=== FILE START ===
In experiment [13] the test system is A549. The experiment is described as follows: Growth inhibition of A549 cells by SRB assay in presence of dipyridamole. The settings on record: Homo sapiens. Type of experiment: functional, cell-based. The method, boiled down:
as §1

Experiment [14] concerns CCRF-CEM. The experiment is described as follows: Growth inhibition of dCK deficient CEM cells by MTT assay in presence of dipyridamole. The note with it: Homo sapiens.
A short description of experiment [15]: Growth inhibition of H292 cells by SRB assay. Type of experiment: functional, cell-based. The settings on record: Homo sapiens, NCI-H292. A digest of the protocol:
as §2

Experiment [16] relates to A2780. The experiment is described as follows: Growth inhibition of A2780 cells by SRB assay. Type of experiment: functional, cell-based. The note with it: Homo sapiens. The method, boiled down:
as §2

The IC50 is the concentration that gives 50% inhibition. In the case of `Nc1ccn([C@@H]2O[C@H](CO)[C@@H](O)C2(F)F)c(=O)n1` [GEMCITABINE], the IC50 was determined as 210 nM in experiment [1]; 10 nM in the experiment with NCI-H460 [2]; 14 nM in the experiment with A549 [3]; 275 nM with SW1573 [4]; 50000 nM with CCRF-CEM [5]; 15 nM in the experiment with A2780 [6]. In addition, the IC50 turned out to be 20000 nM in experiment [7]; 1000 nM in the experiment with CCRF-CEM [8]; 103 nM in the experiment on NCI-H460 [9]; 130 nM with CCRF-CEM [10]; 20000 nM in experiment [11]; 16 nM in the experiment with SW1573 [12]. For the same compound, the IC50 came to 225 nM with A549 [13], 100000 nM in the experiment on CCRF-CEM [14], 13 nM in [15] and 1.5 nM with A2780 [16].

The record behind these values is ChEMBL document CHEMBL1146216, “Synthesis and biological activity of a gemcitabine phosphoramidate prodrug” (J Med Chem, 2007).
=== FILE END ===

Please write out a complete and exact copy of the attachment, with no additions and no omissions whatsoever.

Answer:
In experiment [13] the test system is A549. The experiment is described as follows: Growth inhibition of A549 cells by SRB assay in presence of dipyridamole. The settings on record: Homo sapiens. Type of experiment: functional, cell-based. The method, boiled down:
as §1

Experiment [14] concerns CCRF-CEM. The experiment is described as follows: Growth inhibition of dCK deficient CEM cells by MTT assay in presence of dipyridamole. The note with it: Homo sapiens.
A short description of experiment [15]: Growth inhibition of H292 cells by SRB assay. Type of experiment: functional, cell-based. The settings on record: Homo sapiens, NCI-H292. A digest of the protocol:
as §2

Experiment [16] relates to A2780. The experiment is described as follows: Growth inhibition of A2780 cells by SRB assay. Type of experiment: functional, cell-based. The note with it: Homo sapiens. The method, boiled down:
as §2

The IC50 is the concentration that gives 50% inhibition. In the case of `Nc1ccn([C@@H]2O[C@H](CO)[C@@H](O)C2(F)F)c(=O)n1` [GEMCITABINE], the IC50 was determined as 210 nM in experiment [1]; 10 nM in the experiment with NCI-H460 [2]; 14 nM in the experiment with A549 [3]; 275 nM with SW1573 [4]; 50000 nM with CCRF-CEM [5]; 15 nM in the experiment with A2780 [6]. In addition, the IC50 turned out to be 20000 nM in experiment [7]; 1000 nM in the experiment with CCRF-CEM [8]; 103 nM in the experiment on NCI-H460 [9]; 130 nM with CCRF-CEM [10]; 20000 nM in experiment [11]; 16 nM in the experiment with SW1573 [12]. For the same compound, the IC50 came to 225 nM with A549 [13], 100000 nM in the experiment on CCRF-CEM [14], 13 nM in [15] and 1.5 nM with A2780 [16].

The record behind these values is ChEMBL document CHEMBL1146216, “Synthesis and biological activity of a gemcitabine phosphoramidate prodrug” (J Med Chem, 2007).